Mφ that undergo triggering by LPS and other Toll-like receptor (TLR) ligands display down-modulated MAPK activation and cytokine production subsequent to the initial response, a phenomenon termed endotoxin tolerance (25). Induction of MAPK phosphatases, interference with biochemical signaling immediately downstream of TLR, induction of NF-κB p50 homodimers, and down-regulation of TLR4 are mechanisms that have been implicated in the tolerance phenomenon (19, 25, 26, 27, 28, 29). In an in vivo situation, endotoxin tolerance may be required to prevent persistent TLR ligand-dependent Mφ activation that would otherwise be brought about by continual exposure to commensal flora or TLR-expressing microorganisms that establish chronic infections.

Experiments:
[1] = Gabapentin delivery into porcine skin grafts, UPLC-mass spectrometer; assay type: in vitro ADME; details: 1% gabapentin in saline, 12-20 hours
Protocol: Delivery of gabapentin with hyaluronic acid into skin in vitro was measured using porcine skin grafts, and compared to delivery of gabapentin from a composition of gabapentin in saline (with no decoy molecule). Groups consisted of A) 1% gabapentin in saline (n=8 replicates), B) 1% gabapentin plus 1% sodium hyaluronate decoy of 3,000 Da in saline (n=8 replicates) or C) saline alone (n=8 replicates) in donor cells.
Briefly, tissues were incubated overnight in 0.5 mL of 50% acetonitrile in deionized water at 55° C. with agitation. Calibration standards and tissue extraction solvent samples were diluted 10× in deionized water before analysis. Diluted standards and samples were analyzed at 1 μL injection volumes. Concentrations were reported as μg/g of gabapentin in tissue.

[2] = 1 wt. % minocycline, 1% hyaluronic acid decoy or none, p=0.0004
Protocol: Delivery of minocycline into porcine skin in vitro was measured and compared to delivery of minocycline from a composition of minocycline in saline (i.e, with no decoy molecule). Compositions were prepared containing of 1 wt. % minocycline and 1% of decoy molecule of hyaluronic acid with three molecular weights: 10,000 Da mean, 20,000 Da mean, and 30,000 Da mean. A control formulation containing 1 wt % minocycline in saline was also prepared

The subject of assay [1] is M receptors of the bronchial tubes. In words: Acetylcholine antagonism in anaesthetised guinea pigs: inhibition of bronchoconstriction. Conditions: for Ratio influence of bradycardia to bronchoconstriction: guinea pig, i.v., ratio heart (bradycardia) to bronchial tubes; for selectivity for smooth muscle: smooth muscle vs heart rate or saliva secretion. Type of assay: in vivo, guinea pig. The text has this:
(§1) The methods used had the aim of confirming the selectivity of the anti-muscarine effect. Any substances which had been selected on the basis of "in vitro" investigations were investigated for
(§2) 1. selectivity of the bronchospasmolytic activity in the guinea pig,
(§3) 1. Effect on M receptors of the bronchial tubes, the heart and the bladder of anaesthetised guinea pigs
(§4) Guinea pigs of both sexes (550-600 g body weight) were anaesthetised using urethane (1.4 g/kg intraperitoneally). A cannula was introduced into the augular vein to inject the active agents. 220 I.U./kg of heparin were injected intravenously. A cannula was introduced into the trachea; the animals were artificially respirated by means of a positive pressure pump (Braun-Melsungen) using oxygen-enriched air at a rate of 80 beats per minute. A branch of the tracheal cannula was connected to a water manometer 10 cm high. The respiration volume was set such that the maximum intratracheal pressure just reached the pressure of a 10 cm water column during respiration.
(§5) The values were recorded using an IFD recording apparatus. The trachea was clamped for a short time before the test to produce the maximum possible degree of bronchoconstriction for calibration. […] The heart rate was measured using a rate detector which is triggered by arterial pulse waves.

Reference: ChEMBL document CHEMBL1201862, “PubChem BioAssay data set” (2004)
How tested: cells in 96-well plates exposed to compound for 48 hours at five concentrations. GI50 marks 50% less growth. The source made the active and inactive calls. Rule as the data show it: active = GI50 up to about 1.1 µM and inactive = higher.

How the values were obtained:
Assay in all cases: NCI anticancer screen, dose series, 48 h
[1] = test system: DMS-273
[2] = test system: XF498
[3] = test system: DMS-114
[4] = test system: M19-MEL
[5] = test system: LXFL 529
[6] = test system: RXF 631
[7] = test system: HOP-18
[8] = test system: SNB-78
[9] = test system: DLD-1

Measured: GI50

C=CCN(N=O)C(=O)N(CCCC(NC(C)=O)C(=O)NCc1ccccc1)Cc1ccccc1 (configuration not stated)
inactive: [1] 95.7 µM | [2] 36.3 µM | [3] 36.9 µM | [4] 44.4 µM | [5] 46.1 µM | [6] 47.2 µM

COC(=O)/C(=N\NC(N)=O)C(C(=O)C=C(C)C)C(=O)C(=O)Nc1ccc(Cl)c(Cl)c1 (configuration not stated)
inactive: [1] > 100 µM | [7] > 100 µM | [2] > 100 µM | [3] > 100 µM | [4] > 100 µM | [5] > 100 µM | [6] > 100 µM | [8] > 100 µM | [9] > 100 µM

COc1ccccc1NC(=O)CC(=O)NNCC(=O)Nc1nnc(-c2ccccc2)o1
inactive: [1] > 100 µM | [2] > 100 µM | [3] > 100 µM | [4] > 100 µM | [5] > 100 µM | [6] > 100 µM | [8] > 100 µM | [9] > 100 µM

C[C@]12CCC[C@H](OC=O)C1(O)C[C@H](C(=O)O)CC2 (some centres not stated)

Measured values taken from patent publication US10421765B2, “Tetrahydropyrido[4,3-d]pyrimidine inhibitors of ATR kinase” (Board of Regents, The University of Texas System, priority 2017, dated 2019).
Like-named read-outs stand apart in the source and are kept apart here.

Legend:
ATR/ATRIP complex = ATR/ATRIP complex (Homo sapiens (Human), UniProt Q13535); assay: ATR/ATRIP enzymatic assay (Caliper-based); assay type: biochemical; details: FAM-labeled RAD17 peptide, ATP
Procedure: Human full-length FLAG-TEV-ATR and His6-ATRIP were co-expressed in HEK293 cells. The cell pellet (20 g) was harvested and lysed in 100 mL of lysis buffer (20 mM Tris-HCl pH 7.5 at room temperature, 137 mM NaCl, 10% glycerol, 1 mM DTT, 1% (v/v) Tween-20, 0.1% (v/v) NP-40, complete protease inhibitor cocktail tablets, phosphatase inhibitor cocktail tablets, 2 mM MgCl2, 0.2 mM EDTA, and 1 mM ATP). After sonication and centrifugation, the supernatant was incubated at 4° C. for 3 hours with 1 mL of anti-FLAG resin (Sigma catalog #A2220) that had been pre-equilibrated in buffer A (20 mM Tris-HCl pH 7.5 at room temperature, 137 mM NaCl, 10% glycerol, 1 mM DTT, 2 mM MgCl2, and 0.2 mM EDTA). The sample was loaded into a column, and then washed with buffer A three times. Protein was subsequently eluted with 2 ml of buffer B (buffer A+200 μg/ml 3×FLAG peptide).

In this study we show that Toxoplasma infection results in activation of p38 MAPK, ERK1/2, and SAPK/JNK MAPK. Nevertheless, when infected cells are subjected to LPS triggering, reactivation of MAPK is severely impaired. The effect is similar to that occurring during endotoxin tolerance, but the underlying mechanisms are distinct. Therefore, interference with MAPK signaling is an additional way that T. gondii prevents proinflammatory cytokine production during intracellular infection.

C57BL/6 female mice, 6–8 wk age, were purchased from Taconic Farms (Germantown, NY). The mice were housed under specific pathogen-free conditions in the Cornell University College of Veterinary Medicine animal facility, which is accredited by the American Association for Accreditation of Laboratory Animal Care.